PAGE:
That Monday afternoon thing sounds like a good idea too. I just know that I am almost always home on Sunday night and if I spotted an auction during the week that catches my eye, I can be at home to hand 'snipe' it if I need to.

You are also probably better off separating out valuable accessories. I don't think Ebay buyers for the most part factor in the extra $300 worth of stuff you have in your auction. Lastly, you will make more after the ebay fees and paypal fees are taken out if you can sell on craigslist or one of the forums. I've had much better experiences here than on ebay.
__________________
flickr
  Reply With Quote

Old 01-24-2011   #6
apodeictic
Registered User
 
apodeictic is offline
Join Date: Feb 2010
Posts: 70
Quote:
Originally Posted by Proteus617 View Post
Woe to you who has an auction ending 11AM EST.
I think that's why I got my near mint M4 for a little over $600. Auction ended at around 10:30am EST and nobody bid in the last few hours of the auction. I went in in the last 60 seconds with a single bid over the current one and got it! Partially luck and a lot of waiting.


.... not unlike trying to get an inexpensive 35mm on the classifieds here.
  Reply With Quote

Old 01-24-2011   #7
John Lawrence
Registered User
 
John Lawrence is offline
Join Date: Oct 2008
Posts: 1,846
I've had great success selling with no reserve.

It can be a bit nail biting at times, such as when I listed my Linhof Technika and found that with one day to go it had two bids on it and the price was 35.00 - but it ended up selling for 1,500.

John
  Reply With Quote

Old 01-24-2011   #8
tbarker13
shooter of stuff
 
tbarker13's Avatar
 
tbarker13 is offline
Join Date: Aug 2006
Location: Orlando
Posts: 1,667
I generally use a reserve. And I also use a buy-it-now option.
As someone mentioned above - timing is important. Don't end your auction at 3 am when most people are asleep.
  Reply With Quote

Old 01-24-2011   #9
btgc
Registered User
 
btgc's Avatar
 
btgc is offline
Join Date: Jul 2007
Posts: 4,754
I think, good pictures attract more than timing. I've seen great gear presented by crappy pictures (out of focus direct flash shots) going for nothing. Same stuff with proper pictures shot under diffused light - and same thing fetches twice or triple as much. Got idea?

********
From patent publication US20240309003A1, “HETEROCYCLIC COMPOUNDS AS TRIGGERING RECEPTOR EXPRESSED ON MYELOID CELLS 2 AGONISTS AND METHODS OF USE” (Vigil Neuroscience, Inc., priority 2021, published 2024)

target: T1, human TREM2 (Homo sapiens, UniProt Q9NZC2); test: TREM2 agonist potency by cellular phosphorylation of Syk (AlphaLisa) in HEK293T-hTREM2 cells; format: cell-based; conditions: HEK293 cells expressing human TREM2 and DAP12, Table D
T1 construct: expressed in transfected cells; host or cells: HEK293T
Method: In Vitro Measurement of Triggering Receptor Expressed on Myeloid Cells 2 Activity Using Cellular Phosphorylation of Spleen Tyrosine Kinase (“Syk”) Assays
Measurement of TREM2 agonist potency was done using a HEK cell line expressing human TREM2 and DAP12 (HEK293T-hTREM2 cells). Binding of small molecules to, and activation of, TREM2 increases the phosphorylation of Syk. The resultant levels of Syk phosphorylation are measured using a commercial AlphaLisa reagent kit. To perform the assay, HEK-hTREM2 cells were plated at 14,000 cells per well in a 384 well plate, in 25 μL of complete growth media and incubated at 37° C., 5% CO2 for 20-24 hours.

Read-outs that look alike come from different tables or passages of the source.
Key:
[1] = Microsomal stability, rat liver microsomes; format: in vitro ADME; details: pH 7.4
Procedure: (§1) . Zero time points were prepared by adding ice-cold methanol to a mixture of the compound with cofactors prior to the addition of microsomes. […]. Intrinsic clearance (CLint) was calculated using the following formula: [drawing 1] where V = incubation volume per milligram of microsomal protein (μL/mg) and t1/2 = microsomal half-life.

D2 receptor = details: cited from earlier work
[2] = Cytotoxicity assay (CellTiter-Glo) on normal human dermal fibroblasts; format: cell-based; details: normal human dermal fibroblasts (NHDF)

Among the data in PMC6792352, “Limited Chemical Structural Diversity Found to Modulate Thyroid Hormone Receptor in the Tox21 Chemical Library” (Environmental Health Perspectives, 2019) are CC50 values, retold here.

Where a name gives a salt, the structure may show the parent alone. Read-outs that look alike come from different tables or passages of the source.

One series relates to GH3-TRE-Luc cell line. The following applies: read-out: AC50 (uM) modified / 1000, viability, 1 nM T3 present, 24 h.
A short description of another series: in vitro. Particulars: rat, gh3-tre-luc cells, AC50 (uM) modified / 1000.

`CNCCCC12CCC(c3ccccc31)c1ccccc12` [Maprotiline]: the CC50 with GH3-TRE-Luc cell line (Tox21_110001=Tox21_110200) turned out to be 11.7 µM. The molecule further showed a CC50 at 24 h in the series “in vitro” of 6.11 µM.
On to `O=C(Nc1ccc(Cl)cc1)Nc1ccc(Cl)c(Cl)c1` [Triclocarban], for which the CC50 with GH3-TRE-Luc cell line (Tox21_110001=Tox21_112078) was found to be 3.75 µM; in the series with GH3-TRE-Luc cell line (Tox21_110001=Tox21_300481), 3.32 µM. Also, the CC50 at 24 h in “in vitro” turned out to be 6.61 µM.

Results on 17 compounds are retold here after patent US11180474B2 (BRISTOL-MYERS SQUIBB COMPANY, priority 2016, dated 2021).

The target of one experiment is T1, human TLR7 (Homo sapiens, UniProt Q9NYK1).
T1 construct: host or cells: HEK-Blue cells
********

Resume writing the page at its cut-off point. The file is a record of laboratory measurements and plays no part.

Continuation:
__________________
MyFlickr
  Reply With Quote

Old 01-24-2011   #10
Rob-F
Likes Leicas
 
Rob-F's Avatar
 
Rob-F is offline
Join Date: Mar 2007
Location: The Show Me state
Age: 79
Posts: 6,316
Like Aperture 64, I usually run a 10-day auction. But I start mine on Thursday evening, so it will end Sunday evening. Aperture 64's idea of ending on Monday evening does make sense.

I don't like bidding on auctions that have a reserve. I find it off-putting. I generally set the starting price a little on the low side, and a BIN that is a little optimistic, but not unreasonable.

I feel that taking the trouble to post a set of really good pictures is important. I am much more likely to bid on an item when I can really see what it looks like.

Are you sure you want to part with so much gear just to get an M8 or M9? What if you don't like the digital M after you've used it?
__________________
May the light be with you.
  Reply With Quote

Old 01-24-2011   #11
Arjay
Time Traveller
 
Arjay's Avatar
 
Arjay is offline
Join Date: Nov 2009
Location: Munich, Germany
Age: 70
Posts: 797
Mostly what aperture64 said.

I've done a lot of buying and selling on that site, and I never used reserve prices - I almost always set my auctions to a very low starting price (that attracts more potential buyers), and I pay a lot of attention to timing. Make sure that the end of an auction does not coincide with major sports events that might be broadcasted via TV (that's when less people will be online).

Before trying to sell anything valuable, make sure you've checked that